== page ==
For instance, Exodus 12 details the deaths of the firstborns of both people and animals in Egypt appear to be the work of an angel. 2 Kings 19:35 tells the story of how an angel sends 185,000 Assyrians to their ultimate demise as a result of invading Israel. But neither of these stories pinpoints the name of which angel is responsible. Other places in the Bible that reference an Angel of Death are:
- Proverbs 16:14, 17:11, 30:12
- Psalms 49:15, 91:3
- Job 10:9, 18:4
- Samuel 14:16
- Isaiah 37:36
- 1 Chronicles 21:15-16
Jewish Overview of Angels of Death
Although there is no solid figure for the Angel of Death in the Torah, Jewish texts, like the Testament of Abraham and the Talmud, indicate Satan as the equivalent. Here, Death is an angelic messenger with 12 wings that collects mortal souls while bringing doom and gloom to joyous celebrations.
Older Jewish folk customs dealing with burial, mourning, and medicine are traditional acts of defiance against such an angel. There are many prescriptions and curses to keep it at bay. This is because, since God can only bestow the power of death, a mortal can try to bargain, control, or trick the Angel of Death.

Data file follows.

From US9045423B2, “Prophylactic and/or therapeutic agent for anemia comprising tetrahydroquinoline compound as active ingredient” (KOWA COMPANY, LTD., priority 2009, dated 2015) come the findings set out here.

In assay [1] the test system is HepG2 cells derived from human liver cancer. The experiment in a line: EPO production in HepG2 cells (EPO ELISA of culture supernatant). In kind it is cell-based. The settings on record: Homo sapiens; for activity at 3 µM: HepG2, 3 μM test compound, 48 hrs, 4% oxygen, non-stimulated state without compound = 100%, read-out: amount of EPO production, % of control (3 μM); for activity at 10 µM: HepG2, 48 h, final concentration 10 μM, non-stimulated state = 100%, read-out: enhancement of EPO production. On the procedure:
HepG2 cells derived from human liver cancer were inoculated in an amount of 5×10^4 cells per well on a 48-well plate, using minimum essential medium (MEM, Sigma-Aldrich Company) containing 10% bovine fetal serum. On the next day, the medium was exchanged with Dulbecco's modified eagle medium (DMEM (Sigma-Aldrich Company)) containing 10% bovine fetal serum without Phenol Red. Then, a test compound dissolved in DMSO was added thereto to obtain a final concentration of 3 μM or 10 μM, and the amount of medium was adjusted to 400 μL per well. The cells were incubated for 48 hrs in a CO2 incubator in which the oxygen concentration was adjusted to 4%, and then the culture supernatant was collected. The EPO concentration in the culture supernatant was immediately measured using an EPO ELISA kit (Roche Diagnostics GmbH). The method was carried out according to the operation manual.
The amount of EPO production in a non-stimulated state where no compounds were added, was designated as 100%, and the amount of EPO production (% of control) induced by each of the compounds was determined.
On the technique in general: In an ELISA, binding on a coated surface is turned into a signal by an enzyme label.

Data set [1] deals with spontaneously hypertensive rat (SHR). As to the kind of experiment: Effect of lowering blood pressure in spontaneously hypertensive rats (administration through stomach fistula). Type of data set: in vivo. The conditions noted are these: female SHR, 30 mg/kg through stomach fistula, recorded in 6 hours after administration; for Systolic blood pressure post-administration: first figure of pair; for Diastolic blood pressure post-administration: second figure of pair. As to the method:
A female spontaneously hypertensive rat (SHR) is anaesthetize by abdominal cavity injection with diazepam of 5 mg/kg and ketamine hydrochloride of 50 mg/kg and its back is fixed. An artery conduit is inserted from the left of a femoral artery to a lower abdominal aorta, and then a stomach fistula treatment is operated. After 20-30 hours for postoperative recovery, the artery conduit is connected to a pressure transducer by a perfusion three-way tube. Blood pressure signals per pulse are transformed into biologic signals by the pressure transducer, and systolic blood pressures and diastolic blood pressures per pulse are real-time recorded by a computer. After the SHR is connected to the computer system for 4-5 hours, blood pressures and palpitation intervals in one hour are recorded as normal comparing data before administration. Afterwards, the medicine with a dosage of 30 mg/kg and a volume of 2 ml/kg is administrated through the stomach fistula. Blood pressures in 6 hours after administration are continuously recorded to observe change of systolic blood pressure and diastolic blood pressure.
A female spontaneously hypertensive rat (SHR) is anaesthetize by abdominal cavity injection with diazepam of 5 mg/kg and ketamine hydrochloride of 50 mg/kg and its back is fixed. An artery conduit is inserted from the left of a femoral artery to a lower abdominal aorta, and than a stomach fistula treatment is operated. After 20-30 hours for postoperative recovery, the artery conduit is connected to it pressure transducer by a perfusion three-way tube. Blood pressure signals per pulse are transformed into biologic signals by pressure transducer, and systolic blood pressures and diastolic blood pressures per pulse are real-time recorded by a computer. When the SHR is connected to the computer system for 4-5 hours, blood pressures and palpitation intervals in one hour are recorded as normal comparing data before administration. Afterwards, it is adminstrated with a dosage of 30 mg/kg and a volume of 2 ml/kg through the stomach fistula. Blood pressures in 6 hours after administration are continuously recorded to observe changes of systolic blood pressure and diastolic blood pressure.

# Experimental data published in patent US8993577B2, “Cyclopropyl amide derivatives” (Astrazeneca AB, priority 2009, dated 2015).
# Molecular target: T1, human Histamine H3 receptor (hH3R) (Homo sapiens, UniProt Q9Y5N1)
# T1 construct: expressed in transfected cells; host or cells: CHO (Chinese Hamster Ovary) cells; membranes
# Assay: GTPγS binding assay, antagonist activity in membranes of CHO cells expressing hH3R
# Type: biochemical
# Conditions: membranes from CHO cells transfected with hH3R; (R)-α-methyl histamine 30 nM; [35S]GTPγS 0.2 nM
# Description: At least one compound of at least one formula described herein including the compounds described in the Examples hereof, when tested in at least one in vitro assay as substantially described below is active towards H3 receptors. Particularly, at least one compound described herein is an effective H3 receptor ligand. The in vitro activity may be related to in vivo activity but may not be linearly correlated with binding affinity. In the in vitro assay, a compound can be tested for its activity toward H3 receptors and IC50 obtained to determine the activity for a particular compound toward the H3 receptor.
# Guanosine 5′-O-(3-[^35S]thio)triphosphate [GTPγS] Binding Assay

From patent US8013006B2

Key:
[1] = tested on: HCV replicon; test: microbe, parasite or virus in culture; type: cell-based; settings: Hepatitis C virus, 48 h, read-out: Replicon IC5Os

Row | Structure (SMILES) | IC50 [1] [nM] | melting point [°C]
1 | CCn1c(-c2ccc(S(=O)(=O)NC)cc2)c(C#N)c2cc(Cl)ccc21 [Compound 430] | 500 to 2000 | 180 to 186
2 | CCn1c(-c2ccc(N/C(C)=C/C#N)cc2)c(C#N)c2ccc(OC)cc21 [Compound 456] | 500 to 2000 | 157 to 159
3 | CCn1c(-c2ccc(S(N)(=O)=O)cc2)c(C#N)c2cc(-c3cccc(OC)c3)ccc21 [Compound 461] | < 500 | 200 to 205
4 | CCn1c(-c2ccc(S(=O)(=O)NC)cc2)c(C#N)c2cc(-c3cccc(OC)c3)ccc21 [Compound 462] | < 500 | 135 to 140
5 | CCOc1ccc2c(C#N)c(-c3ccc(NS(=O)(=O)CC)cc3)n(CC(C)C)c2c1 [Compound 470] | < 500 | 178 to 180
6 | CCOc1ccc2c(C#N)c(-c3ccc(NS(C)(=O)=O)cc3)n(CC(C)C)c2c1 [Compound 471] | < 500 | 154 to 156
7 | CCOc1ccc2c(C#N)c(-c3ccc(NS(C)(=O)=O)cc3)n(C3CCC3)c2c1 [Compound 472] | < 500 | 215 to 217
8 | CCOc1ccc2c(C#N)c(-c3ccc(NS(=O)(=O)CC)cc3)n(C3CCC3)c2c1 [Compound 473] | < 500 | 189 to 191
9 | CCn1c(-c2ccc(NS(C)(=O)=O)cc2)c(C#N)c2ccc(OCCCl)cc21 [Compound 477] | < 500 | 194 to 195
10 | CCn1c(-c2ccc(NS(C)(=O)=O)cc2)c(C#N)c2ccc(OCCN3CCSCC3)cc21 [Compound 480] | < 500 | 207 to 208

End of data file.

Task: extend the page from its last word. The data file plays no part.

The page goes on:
Islamic Overview of Angel of Death
The Quran doesn’t mention an angel of death by name, but there is a figure known as the ‘angel of death’ whose job it is to collect the souls of the dying. This angel of death removes the souls of sinners in a tortuous way, ensuring that they feel pain and suffering, while the souls of the righteous are removed gently.
List of Angels of Death
- Archangel Michael
Michael plays an important role in all three Abrahamic religions. Of all the archangels in God’s sacred company, Michael most notably takes on the role of the Angel of Death. According to Roman Catholic teachings, Michael has four main roles, of which being the angel of death is his second. In this role, Michael comes to those at the hour of their death and gives them the opportunity to redeem themselves before their death. His third role is that of weighing souls after their death, much like the ancient Egyptian ‘weighing of souls’ ceremony.